Etymology
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fell (v.1)

Old English fællan (Mercian), fyllan (West Saxon) "make fall, cause to fall," also "strike down, demolish, kill," from Proto-Germanic *falljanan "strike down, cause to fall" (source also of Old Frisian falla, Old Saxon fellian, Dutch fellen, Old High German fellen, German fällen, Old Norse fella, Danish fælde), causative of *fallanan (source of Old English feallan; see fall (v.)), showing i-mutation. Related: Felled; feller; felling.

fell (adj.)

"cruel," late 13c., possibly late Old English, perhaps from Old French fel "cruel, fierce, vicious," from Medieval Latin fello "villain" (see felon). Phrase at one fell swoop is from "Macbeth." Related: Fellness.

fell (n.1)

"rocky hill," c. 1300, from Old Norse fiall "mountain," from Proto-Germanic *felzam- "rock" (source also of Old High German felisa, German Fels "stone, rock"), from PIE root *pel(i)s- "rock, cliff." Old High German felisa "a rock" is the source of French falaise (formerly falize) "cliff." Now mostly in place-names, such as Scafell Pike, highest mountain in England.

fell (v.2)

past tense of fall (v.), Old English feoll.

fell (n.2)

"skin or hide of an animal," Old English fel "skin, hide, garment of skin," from Proto-Germanic *fella- (source also of Old Frisian fel, Old Saxon fel, Dutch vel, Old High German fel, German fell, Old Norse fiall, Gothic fill "skin, hide"), from PIE *pel-no-, suffixed form of root *pel- (3) "skin, hide." Related: Fellmonger.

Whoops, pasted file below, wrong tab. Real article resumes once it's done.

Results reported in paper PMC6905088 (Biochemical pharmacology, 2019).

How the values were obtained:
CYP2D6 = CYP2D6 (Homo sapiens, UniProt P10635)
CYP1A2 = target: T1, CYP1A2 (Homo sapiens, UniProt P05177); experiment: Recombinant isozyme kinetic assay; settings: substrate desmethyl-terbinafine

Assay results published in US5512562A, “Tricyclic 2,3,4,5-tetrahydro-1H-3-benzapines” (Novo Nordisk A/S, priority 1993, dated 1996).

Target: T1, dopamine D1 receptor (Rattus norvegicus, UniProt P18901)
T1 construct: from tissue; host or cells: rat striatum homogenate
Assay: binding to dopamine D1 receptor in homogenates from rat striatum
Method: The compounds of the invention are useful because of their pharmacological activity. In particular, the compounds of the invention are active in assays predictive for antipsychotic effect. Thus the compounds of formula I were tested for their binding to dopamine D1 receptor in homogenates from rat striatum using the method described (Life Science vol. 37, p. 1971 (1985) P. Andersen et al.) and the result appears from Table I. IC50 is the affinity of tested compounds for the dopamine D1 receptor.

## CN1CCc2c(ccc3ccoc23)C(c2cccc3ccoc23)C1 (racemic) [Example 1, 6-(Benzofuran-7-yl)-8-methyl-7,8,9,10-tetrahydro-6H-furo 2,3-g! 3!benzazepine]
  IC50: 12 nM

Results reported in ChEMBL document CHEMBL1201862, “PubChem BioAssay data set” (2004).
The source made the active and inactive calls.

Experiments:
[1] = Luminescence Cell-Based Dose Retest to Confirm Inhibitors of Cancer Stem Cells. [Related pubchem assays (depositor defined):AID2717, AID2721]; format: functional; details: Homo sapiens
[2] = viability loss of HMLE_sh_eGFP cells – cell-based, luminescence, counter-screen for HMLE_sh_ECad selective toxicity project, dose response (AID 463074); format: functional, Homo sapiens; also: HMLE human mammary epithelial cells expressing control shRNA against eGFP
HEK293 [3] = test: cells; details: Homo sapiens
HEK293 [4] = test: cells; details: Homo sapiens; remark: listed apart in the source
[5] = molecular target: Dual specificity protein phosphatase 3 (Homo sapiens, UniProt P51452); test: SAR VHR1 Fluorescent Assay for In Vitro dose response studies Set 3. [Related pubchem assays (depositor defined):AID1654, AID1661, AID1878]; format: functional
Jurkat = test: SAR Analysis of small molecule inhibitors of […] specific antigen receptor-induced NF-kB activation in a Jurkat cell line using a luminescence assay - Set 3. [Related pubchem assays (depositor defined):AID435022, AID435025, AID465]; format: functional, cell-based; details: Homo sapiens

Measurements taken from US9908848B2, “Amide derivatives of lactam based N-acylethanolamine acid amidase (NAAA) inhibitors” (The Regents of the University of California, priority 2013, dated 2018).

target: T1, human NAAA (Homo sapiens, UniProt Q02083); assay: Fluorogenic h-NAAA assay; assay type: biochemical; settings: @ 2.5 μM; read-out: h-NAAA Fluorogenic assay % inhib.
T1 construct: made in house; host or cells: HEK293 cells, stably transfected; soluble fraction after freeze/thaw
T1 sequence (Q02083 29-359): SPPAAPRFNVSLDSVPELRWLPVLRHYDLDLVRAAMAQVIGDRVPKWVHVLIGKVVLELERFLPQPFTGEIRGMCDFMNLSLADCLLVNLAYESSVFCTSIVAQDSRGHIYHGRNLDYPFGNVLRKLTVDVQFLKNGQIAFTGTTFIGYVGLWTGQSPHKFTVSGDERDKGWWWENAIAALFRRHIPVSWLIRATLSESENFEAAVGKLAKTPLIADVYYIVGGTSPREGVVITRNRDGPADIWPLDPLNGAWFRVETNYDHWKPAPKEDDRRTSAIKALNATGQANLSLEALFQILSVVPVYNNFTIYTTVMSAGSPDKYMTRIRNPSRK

updated on July 26, 2018

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Definitions of fell from WordNet
1
fell (v.)
cause to fall by or as if by delivering a blow;
Synonyms: drop / strike down / cut down
fell (v.)
pass away rapidly;
Synonyms: fly / vanish
fell (v.)
sew a seam by folding the edges;
2
fell (n.)
the dressed skin of an animal (especially a large animal);
Synonyms: hide
fell (n.)
seam made by turning under or folding together and stitching the seamed materials to avoid rough edges;
Synonyms: felled seam
fell (n.)
the act of felling something (as a tree);
3
fell (adj.)
(of persons or their actions) able or disposed to inflict pain or suffering;
Etymologies are not definitions. From wordnet.princeton.edu, not affiliated with etymonline.